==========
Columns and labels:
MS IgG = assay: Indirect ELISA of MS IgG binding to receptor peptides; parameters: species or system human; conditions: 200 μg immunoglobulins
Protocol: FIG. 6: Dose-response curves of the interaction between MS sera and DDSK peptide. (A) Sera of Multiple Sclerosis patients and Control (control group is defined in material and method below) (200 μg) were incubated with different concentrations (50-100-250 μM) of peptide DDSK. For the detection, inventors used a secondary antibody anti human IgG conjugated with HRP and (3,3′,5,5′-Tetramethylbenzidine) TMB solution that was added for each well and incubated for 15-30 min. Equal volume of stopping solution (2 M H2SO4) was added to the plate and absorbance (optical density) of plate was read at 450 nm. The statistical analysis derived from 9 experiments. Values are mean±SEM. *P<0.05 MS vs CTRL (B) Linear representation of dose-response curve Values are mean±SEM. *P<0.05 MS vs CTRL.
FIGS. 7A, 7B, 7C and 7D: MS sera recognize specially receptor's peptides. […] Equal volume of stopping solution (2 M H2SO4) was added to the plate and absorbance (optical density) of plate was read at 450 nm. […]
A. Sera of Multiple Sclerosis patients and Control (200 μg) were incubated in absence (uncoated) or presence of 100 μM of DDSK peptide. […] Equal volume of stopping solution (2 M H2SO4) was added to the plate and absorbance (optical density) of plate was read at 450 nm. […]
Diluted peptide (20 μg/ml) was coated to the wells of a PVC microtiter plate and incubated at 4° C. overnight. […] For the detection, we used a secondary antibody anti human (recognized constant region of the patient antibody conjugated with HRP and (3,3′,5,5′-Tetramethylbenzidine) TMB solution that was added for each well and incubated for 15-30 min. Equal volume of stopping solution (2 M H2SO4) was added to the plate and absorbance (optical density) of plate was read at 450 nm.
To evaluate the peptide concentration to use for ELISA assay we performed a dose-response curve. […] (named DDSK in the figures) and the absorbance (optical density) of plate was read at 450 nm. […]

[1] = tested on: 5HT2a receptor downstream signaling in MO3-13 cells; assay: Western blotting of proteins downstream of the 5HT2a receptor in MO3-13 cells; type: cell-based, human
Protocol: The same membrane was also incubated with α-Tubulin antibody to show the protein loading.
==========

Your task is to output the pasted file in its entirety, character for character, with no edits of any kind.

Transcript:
Columns and labels:
MS IgG = assay: Indirect ELISA of MS IgG binding to receptor peptides; parameters: species or system human; conditions: 200 μg immunoglobulins
Protocol: FIG. 6: Dose-response curves of the interaction between MS sera and DDSK peptide. (A) Sera of Multiple Sclerosis patients and Control (control group is defined in material and method below) (200 μg) were incubated with different concentrations (50-100-250 μM) of peptide DDSK. For the detection, inventors used a secondary antibody anti human IgG conjugated with HRP and (3,3′,5,5′-Tetramethylbenzidine) TMB solution that was added for each well and incubated for 15-30 min. Equal volume of stopping solution (2 M H2SO4) was added to the plate and absorbance (optical density) of plate was read at 450 nm. The statistical analysis derived from 9 experiments. Values are mean±SEM. *P<0.05 MS vs CTRL (B) Linear representation of dose-response curve Values are mean±SEM. *P<0.05 MS vs CTRL.
FIGS. 7A, 7B, 7C and 7D: MS sera recognize specially receptor's peptides. […] Equal volume of stopping solution (2 M H2SO4) was added to the plate and absorbance (optical density) of plate was read at 450 nm. […]
A. Sera of Multiple Sclerosis patients and Control (200 μg) were incubated in absence (uncoated) or presence of 100 μM of DDSK peptide. […] Equal volume of stopping solution (2 M H2SO4) was added to the plate and absorbance (optical density) of plate was read at 450 nm. […]
Diluted peptide (20 μg/ml) was coated to the wells of a PVC microtiter plate and incubated at 4° C. overnight. […] For the detection, we used a secondary antibody anti human (recognized constant region of the patient antibody conjugated with HRP and (3,3′,5,5′-Tetramethylbenzidine) TMB solution that was added for each well and incubated for 15-30 min. Equal volume of stopping solution (2 M H2SO4) was added to the plate and absorbance (optical density) of plate was read at 450 nm.
To evaluate the peptide concentration to use for ELISA assay we performed a dose-response curve. […] (named DDSK in the figures) and the absorbance (optical density) of plate was read at 450 nm. […]

[1] = tested on: 5HT2a receptor downstream signaling in MO3-13 cells; assay: Western blotting of proteins downstream of the 5HT2a receptor in MO3-13 cells; type: cell-based, human
Protocol: The same membrane was also incubated with α-Tubulin antibody to show the protein loading.